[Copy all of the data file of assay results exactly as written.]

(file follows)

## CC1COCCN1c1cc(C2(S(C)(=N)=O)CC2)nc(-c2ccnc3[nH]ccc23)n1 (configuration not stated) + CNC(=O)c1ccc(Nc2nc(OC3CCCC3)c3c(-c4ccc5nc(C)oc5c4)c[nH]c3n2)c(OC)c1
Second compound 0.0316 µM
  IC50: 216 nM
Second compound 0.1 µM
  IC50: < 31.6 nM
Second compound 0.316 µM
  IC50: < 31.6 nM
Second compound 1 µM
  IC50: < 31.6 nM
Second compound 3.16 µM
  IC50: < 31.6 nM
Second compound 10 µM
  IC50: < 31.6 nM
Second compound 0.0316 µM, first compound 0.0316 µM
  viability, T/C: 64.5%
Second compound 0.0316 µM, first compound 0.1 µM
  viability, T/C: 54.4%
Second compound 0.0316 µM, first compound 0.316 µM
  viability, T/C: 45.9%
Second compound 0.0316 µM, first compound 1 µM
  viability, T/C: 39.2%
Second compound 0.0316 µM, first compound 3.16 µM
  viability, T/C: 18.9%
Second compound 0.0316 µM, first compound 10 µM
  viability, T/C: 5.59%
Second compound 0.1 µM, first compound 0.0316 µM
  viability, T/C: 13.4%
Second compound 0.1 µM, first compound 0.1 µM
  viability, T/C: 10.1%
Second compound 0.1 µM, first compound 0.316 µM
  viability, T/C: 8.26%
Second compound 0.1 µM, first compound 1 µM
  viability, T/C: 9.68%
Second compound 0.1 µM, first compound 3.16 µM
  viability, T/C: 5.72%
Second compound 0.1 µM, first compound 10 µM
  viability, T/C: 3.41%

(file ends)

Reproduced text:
## CC1COCCN1c1cc(C2(S(C)(=N)=O)CC2)nc(-c2ccnc3[nH]ccc23)n1 (configuration not stated) + CNC(=O)c1ccc(Nc2nc(OC3CCCC3)c3c(-c4ccc5nc(C)oc5c4)c[nH]c3n2)c(OC)c1
Second compound 0.0316 µM
  IC50: 216 nM
Second compound 0.1 µM
  IC50: < 31.6 nM
Second compound 0.316 µM
  IC50: < 31.6 nM
Second compound 1 µM
  IC50: < 31.6 nM
Second compound 3.16 µM
  IC50: < 31.6 nM
Second compound 10 µM
  IC50: < 31.6 nM
Second compound 0.0316 µM, first compound 0.0316 µM
  viability, T/C: 64.5%
Second compound 0.0316 µM, first compound 0.1 µM
  viability, T/C: 54.4%
Second compound 0.0316 µM, first compound 0.316 µM
  viability, T/C: 45.9%
Second compound 0.0316 µM, first compound 1 µM
  viability, T/C: 39.2%
Second compound 0.0316 µM, first compound 3.16 µM
  viability, T/C: 18.9%
Second compound 0.0316 µM, first compound 10 µM
  viability, T/C: 5.59%
Second compound 0.1 µM, first compound 0.0316 µM
  viability, T/C: 13.4%
Second compound 0.1 µM, first compound 0.1 µM
  viability, T/C: 10.1%
Second compound 0.1 µM, first compound 0.316 µM
  viability, T/C: 8.26%
Second compound 0.1 µM, first compound 1 µM
  viability, T/C: 9.68%
Second compound 0.1 µM, first compound 3.16 µM
  viability, T/C: 5.72%
Second compound 0.1 µM, first compound 10 µM
  viability, T/C: 3.41%